The Story Problem

I gots prob­lems. You gots prob­lems. We all gots problems.

They’re usu­ally ter­ri­fy­ing mun­dane. Not enough money. Not enough love. Not enough time.

Sometimes, don’t you just want a big­ger prob­lem? Not more, just more… epic?

I know I do. I know that I want a prob­lem that means some­thing. They (the face­less, name­less ‘they’ respon­si­ble for so-​​called con­ven­tional wis­dom) always say, more money just means a dif­fer­ent kind of problem.

I could come to appre­ci­ate dif­fer­ent kinds of problems.

Sometimes, it feels good to write just to explore a life where the prob­lems are big­ger, more impor­tant. The uni­verse is at stake! The lives of every first born child are on the line if the magic whut­sit does not return to its right­ful owner! You know the drill.

But even those can seem ter­ri­bly dull after a while. It’s hard to relate to those kinds of prob­lems. Hard to wrap your own heart around them and really feel them, you dig?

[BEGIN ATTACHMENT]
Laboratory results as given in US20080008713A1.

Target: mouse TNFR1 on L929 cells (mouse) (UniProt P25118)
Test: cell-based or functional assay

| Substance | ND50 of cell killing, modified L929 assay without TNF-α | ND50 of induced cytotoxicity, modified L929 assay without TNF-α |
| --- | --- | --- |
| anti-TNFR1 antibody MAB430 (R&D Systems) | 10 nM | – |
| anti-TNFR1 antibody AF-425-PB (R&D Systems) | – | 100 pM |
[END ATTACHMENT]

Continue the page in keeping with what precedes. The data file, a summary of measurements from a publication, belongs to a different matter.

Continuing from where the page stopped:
So we (as writer, as read­ers) return to the prob­lems to which we can relate: not enough money, not enough love, not enough time. We cir­cle back again and again.

The inter­per­sonal, the per­sonal, the extrap­er­sonal. The cycle of prob­lems we seek, we desire.

All good fic­tion edu­cates. Stories, are, at their core a les­son in sur­vival. Ug went left instead of right and the saber­tooth ate him.

So the prob­lem is cru­cial. The prob­lem makes us for­get our own for a while. Or under­stand our own bet­ter. Or teaches us a response to a prob­lem we may yet have.

I gots prob­lems. Real and imag­ined. I bet you do too.

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